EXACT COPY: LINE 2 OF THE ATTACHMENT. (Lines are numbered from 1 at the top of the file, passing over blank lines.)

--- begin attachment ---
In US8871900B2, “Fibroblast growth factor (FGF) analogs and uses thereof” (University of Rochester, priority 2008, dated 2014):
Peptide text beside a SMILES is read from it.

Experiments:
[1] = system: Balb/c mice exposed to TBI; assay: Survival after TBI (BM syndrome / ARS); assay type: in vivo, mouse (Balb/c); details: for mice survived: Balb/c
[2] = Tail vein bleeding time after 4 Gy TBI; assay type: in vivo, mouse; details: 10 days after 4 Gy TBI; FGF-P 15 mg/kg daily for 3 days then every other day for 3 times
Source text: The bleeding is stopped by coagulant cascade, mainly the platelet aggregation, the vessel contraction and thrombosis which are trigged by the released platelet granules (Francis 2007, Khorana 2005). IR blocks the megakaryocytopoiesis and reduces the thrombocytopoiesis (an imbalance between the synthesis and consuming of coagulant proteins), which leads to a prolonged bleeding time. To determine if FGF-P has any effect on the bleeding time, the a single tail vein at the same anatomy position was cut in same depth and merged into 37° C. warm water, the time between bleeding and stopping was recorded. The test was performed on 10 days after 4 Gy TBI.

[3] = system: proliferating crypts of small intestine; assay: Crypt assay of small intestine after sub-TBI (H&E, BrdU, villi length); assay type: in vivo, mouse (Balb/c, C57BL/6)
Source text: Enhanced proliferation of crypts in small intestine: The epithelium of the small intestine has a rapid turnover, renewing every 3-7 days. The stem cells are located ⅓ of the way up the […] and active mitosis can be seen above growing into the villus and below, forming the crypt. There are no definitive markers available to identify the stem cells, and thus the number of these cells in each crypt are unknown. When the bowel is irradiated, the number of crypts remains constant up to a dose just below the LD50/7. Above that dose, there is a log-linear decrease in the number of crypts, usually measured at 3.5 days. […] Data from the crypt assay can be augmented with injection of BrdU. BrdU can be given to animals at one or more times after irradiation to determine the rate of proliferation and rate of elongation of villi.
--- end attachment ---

Peptide text beside a SMILES is read from it.